Sandwiches are no longer the staple of a British lunch, found a new research by Spitalfields Market. Instead, the British public are craving healthier, artisanal lunches such as salads, wraps and sushi to get them through the afternoon.
The survey of 1,133 British adults revealed how growing demand for artisanal lunches is causing the sandwich market to die out. Whilst bread-based options including wraps, flatbreads and burgers all made the list of top 5 items Brits regularly choose for their lunches, the simple sandwich appeared just 9th on the list, with only 15% of respondents saying they regularly eat them for lunch.
The Nation’s Top 10 Lunch Foods:
- Salads (42%)
- Wraps (37%)
- Flatbreads (36%)
- Sushi (31%)
- Burgers (25%)
- Soups (24%)
- Pastas (24%)
- Pizzas (23%)
- Sandwiches (15%)
- Leftovers (11%)
When quizzed on the sandwich fillings that interest Brits the most, respondents showed a clear bias toward fancy fillings such as avocado and pulled pork and much lower demand for the traditional British favourites that used to dominate lunchboxes.
Avocado came out as the most popular sandwich filler, with 1 in 3 (33%) listing it as a favourite filling, followed closely by pulled pork at 32%, and smoked salmon at 28%.
This is compared to just 11% opting for a classic ham & cheese, 9% selecting egg mayo, and just 5% preferring the old-school favourite, peanut butter.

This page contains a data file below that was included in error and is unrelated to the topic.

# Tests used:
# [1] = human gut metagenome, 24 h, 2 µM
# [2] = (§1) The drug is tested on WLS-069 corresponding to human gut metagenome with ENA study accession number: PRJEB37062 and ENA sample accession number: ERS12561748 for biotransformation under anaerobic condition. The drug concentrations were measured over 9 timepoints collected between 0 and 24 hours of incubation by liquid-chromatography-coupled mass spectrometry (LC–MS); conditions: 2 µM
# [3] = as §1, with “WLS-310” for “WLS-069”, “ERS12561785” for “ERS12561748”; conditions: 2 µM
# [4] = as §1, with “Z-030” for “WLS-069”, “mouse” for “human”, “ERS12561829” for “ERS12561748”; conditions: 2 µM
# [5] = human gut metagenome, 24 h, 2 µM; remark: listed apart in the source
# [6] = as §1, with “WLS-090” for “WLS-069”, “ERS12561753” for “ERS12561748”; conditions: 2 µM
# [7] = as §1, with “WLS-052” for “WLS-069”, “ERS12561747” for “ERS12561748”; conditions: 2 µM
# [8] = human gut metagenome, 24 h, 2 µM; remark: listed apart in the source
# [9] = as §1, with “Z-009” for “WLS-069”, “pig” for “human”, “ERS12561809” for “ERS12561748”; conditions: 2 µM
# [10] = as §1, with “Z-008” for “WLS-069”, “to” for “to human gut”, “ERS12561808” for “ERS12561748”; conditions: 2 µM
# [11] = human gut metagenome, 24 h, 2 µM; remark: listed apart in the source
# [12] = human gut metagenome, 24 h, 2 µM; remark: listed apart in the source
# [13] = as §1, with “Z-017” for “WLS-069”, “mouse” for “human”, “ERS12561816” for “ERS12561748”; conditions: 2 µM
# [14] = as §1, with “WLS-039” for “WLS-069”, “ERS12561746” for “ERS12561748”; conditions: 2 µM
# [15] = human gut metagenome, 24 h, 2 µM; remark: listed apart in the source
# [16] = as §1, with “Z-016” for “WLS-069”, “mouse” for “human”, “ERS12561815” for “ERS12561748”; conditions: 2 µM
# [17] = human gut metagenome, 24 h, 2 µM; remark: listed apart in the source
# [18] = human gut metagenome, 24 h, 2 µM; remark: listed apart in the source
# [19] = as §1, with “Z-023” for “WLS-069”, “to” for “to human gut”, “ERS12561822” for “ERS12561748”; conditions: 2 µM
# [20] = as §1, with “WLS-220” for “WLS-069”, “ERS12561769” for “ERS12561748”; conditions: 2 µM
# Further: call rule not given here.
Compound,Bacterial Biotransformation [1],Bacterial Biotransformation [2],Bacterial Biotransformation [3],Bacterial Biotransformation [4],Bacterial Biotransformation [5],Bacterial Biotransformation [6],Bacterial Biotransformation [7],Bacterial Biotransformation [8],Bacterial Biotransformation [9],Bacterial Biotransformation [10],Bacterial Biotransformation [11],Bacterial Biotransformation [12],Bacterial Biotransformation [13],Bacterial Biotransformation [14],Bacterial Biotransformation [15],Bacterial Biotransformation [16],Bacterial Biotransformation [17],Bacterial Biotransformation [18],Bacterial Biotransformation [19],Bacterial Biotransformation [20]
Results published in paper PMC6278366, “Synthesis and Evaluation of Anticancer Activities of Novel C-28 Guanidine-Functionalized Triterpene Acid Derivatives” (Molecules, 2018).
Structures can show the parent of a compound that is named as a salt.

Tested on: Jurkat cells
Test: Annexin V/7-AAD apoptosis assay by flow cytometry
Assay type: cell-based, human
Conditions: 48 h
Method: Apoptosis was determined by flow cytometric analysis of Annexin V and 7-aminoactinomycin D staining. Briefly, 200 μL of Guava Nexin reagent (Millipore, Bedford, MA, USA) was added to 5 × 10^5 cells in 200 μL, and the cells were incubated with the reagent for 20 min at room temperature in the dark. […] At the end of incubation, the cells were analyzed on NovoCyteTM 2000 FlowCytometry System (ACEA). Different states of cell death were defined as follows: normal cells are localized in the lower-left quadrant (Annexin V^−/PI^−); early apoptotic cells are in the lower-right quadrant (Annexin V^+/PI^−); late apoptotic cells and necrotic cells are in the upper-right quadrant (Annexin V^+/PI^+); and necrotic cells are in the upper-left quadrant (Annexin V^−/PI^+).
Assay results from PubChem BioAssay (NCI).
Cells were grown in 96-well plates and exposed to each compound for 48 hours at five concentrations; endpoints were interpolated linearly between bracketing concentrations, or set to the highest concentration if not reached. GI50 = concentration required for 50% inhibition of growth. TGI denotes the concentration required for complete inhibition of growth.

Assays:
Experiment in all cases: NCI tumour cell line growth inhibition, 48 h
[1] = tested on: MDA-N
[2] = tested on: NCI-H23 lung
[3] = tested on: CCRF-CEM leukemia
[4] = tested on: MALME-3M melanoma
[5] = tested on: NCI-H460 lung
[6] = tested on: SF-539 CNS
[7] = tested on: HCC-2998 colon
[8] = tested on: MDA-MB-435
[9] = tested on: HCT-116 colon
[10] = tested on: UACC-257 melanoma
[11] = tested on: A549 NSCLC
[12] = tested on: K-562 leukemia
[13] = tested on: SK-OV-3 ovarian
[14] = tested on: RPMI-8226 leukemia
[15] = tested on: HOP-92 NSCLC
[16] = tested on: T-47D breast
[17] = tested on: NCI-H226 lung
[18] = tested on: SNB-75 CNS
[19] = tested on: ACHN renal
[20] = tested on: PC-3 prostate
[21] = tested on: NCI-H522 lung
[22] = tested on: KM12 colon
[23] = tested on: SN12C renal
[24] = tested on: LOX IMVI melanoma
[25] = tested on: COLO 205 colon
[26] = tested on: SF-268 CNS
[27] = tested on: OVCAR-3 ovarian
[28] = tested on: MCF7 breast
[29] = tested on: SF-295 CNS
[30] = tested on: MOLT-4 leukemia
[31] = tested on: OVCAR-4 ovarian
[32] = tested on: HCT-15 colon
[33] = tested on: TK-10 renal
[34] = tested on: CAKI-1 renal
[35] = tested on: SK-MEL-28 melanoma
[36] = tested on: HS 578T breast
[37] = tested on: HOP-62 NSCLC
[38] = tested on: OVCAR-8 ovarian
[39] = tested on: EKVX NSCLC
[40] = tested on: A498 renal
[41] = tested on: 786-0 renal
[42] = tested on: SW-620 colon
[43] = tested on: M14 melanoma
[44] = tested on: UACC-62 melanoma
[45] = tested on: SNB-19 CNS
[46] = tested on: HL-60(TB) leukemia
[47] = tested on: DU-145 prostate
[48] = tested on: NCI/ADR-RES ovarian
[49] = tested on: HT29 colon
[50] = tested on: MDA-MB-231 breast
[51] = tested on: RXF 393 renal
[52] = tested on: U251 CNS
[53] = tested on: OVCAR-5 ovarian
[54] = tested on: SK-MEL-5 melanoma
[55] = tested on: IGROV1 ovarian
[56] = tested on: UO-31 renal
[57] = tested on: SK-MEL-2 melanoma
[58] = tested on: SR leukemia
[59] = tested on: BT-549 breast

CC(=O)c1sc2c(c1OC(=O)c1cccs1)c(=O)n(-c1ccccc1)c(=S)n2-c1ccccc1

“Sandwiches have been a staple in British diets for centuries, but the 21st century has seen people opting for arguably healthier options and wider varieties of lunchtime meals. In today’s overtly health and body conscious society adults are becoming stricter with their eating habits. They want choices that will shake up their daily routine, give them diet-friendly choices and importantly, something to look forward to come lunchtime,” said Matt from Spitalfields Market.
“We’ve also noticed a significant increase in ‘clean eating’ with much higher demand for options including vegan, vegetarian, and gluten-free. Lollipop at Spitalfields is London’s first fruit-based café, meeting the clean eating demand across all three of these dietary requirements,” Matt added.
The research also highlights a differentiation in food choices across the various age groups, with Millennials and Gen Zs far less likely to opt for traditional sandwiches, instead choosing artisanal lunches compared to middle-aged respondents. Of those younger respondents surveyed, just 5% claim to make homemade sandwiches for their lunch every day.